- Creatine Monohydrate is identical to endogenous creatine produced in the liver, kidneys and pancreas (x). Most people prefer Micronized Creatine Monohydrate because it almost dissolves completely in water with minimal stiring.
- Creatine HCL (Hydrochloride) is a combination of creatine and hydrochloric acid (x).
- Creatine Ethyl Ester (CEE) can help increase the amount of Phosphocreatine stored in the muscles (x).
- Kre-alkalyn or buffered creatine contains bicarbonate or other alkaline ingredients. These additions prevent its conversion into any other form prior to reaching the skeletal muscle tissue (x).
- Creatine nitrate is a newer form of creatine supplement. It contains nitrate molecule to ensure higher solubility in the body (x).
Although most variations of creatine include additional agents to promote better absorption, creatine monohydrate remains the most popular and highest searched on the market (x).
Creatine and Muscle Gain
So, how does a creatine supplement help with muscle gain? As mentioned previously, it increases the phosphocreatine stores in the muscles. Phosphocreatine plays an important role in producing ATP or high-energy molecules, which powers cells in your body. More phosphocreatine means you have higher stores of ATP, and this enables your body to perform better for longer, especially during exercise (x).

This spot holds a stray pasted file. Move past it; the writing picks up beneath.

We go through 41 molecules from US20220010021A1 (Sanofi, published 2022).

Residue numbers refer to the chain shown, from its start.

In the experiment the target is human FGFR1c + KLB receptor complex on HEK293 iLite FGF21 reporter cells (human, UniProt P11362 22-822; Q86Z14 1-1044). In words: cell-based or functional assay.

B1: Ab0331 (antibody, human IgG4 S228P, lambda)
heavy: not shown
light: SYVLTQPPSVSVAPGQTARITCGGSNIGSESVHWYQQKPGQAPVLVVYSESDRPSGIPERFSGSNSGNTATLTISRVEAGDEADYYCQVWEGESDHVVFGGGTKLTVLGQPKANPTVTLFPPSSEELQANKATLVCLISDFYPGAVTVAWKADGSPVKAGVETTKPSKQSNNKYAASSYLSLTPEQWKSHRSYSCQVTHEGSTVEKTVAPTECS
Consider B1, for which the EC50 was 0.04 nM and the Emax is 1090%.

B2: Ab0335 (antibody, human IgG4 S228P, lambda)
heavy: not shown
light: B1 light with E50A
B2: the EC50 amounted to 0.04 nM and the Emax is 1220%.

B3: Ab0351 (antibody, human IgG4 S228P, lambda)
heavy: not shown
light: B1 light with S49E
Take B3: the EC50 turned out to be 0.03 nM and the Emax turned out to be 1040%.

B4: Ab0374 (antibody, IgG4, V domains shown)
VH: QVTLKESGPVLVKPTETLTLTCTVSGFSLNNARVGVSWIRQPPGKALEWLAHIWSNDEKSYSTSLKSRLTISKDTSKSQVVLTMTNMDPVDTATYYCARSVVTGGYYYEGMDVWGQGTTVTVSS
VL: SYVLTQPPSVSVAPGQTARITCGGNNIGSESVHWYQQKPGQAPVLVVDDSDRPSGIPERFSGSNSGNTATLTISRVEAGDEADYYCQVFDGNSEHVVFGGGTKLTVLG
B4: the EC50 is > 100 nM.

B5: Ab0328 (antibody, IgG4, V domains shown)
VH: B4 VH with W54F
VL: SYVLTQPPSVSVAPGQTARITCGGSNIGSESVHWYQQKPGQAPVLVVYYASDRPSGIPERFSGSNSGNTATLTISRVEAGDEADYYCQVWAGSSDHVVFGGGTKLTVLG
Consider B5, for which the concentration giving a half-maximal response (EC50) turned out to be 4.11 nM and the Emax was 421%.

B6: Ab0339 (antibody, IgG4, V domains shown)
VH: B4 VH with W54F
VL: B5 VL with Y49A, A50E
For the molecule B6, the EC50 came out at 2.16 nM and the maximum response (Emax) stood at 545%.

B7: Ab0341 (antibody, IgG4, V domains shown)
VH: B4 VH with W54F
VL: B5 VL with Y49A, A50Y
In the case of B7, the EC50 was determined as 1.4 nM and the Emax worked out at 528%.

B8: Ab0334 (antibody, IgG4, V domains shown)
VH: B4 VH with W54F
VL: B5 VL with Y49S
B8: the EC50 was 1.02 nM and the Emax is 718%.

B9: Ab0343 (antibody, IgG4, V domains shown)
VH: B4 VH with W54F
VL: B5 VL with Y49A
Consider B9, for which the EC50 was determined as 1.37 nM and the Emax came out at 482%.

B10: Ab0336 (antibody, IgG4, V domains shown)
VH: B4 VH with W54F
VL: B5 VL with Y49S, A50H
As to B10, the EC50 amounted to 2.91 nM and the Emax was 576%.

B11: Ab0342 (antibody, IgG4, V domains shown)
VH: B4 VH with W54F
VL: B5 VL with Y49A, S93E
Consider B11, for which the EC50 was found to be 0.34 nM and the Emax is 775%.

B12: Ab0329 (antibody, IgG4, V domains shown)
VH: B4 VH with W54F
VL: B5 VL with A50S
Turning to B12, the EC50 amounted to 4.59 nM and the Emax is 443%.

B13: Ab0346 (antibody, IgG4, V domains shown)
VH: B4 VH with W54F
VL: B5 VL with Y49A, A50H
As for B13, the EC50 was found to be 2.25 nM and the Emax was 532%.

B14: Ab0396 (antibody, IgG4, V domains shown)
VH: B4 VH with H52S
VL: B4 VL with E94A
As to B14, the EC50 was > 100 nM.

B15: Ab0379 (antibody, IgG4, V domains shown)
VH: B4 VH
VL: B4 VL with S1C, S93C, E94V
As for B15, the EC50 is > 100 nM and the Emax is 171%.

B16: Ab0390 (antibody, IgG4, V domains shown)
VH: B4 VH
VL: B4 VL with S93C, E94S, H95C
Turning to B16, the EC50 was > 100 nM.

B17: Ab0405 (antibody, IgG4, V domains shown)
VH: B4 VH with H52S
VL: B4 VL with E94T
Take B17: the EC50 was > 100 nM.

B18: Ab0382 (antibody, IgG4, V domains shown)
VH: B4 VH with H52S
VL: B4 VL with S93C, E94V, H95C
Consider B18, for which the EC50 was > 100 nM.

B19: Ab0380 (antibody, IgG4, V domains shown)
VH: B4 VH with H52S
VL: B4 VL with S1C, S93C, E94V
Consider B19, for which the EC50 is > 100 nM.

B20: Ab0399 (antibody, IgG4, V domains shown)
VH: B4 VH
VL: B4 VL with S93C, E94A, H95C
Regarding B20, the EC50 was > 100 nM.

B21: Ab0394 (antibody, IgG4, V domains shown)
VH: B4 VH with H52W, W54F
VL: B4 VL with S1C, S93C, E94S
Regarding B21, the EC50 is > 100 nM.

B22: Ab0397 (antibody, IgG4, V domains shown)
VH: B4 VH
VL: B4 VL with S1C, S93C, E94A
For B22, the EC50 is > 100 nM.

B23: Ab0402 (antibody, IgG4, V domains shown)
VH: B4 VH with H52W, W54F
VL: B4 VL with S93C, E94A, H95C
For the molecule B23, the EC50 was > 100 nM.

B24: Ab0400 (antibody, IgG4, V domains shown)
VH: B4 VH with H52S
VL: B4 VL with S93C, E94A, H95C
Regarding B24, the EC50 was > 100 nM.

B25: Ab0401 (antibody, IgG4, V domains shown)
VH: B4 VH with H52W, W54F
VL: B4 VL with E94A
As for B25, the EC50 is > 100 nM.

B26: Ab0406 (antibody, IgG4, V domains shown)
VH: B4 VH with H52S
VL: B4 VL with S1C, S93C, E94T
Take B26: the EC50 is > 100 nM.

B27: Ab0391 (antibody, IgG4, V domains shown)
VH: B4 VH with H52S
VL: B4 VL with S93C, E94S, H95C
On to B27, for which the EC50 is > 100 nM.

Numerous studies show athletes who take creatine supplements while training resulted in faster muscle growth compared to training without supplementation. It has a “volumizing effect” that promotes muscle growth by drawing water into the muscles, causing the muscle cells to swell. As a result, muscles look bigger (x). This “volumizing effect” combined with the ability to train better for longer results in lasting muscle gain and improved endurance.
Other Creatine Benefits
When we don’t need glucose, we store it in our muscles and liver in the form of glycogen (x). This is how creatine supplements help increase not only muscle growth, but also endurance. It facilitates the storage of more glycogen during training that can aid in longer sets (x). Athletes looking to build endurance may find it suitable, as glycogen is the main source of energy for our cells.
Reduces Inflammation and Cell Damage
Athletes taking creatine supplements have reduced muscle inflammation and reduced cell damage following lengthy and intense training. They also have quick muscle recovery (x). And faster recovery means getting back to the weight rack sooner.